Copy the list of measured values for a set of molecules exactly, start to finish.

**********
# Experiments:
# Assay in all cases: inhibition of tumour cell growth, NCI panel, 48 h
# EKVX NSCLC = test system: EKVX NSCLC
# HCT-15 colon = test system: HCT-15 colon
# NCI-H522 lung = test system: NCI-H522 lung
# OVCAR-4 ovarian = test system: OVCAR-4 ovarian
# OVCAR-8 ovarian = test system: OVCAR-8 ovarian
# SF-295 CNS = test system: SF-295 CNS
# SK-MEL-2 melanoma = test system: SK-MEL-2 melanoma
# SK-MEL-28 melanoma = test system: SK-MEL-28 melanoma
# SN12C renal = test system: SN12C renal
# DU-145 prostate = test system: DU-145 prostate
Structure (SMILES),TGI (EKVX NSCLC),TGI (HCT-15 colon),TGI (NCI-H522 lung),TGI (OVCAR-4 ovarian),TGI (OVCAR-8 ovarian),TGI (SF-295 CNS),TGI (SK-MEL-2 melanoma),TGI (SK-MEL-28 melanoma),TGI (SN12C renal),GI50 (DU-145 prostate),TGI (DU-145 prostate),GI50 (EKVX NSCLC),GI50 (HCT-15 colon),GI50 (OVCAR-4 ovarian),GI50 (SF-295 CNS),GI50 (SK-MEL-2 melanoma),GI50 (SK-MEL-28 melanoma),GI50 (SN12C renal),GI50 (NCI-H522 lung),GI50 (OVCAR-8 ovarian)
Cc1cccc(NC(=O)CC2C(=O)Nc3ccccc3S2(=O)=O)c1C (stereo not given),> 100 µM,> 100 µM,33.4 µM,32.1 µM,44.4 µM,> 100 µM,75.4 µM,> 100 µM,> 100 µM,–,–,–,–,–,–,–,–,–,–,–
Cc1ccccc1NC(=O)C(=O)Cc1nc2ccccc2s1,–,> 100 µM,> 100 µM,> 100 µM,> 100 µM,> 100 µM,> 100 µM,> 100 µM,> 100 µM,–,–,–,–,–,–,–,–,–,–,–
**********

# Experiments:
# Assay in all cases: inhibition of tumour cell growth, NCI panel, 48 h
# EKVX NSCLC = test system: EKVX NSCLC
# HCT-15 colon = test system: HCT-15 colon
# NCI-H522 lung = test system: NCI-H522 lung
# OVCAR-4 ovarian = test system: OVCAR-4 ovarian
# OVCAR-8 ovarian = test system: OVCAR-8 ovarian
# SF-295 CNS = test system: SF-295 CNS
# SK-MEL-2 melanoma = test system: SK-MEL-2 melanoma
# SK-MEL-28 melanoma = test system: SK-MEL-28 melanoma
# SN12C renal = test system: SN12C renal
# DU-145 prostate = test system: DU-145 prostate
Structure (SMILES),TGI (EKVX NSCLC),TGI (HCT-15 colon),TGI (NCI-H522 lung),TGI (OVCAR-4 ovarian),TGI (OVCAR-8 ovarian),TGI (SF-295 CNS),TGI (SK-MEL-2 melanoma),TGI (SK-MEL-28 melanoma),TGI (SN12C renal),GI50 (DU-145 prostate),TGI (DU-145 prostate),GI50 (EKVX NSCLC),GI50 (HCT-15 colon),GI50 (OVCAR-4 ovarian),GI50 (SF-295 CNS),GI50 (SK-MEL-2 melanoma),GI50 (SK-MEL-28 melanoma),GI50 (SN12C renal),GI50 (NCI-H522 lung),GI50 (OVCAR-8 ovarian)
Cc1cccc(NC(=O)CC2C(=O)Nc3ccccc3S2(=O)=O)c1C (stereo not given),> 100 µM,> 100 µM,33.4 µM,32.1 µM,44.4 µM,> 100 µM,75.4 µM,> 100 µM,> 100 µM,–,–,–,–,–,–,–,–,–,–,–
Cc1ccccc1NC(=O)C(=O)Cc1nc2ccccc2s1,–,> 100 µM,> 100 µM,> 100 µM,> 100 µM,> 100 µM,> 100 µM,> 100 µM,> 100 µM,–,–,–,–,–,–,–,–,–,–,–